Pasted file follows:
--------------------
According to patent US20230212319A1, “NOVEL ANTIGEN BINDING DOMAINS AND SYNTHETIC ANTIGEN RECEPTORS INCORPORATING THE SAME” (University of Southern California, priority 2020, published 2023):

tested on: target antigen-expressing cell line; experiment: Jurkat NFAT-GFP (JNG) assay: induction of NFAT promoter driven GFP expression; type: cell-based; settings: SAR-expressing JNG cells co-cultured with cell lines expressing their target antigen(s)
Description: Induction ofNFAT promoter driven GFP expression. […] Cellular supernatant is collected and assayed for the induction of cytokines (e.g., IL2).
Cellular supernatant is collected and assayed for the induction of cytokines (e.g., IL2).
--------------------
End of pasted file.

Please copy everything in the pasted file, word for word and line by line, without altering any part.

According to patent US20230212319A1, “NOVEL ANTIGEN BINDING DOMAINS AND SYNTHETIC ANTIGEN RECEPTORS INCORPORATING THE SAME” (University of Southern California, priority 2020, published 2023):

tested on: target antigen-expressing cell line; experiment: Jurkat NFAT-GFP (JNG) assay: induction of NFAT promoter driven GFP expression; type: cell-based; settings: SAR-expressing JNG cells co-cultured with cell lines expressing their target antigen(s)
Description: Induction ofNFAT promoter driven GFP expression. […] Cellular supernatant is collected and assayed for the induction of cytokines (e.g., IL2).
Cellular supernatant is collected and assayed for the induction of cytokines (e.g., IL2).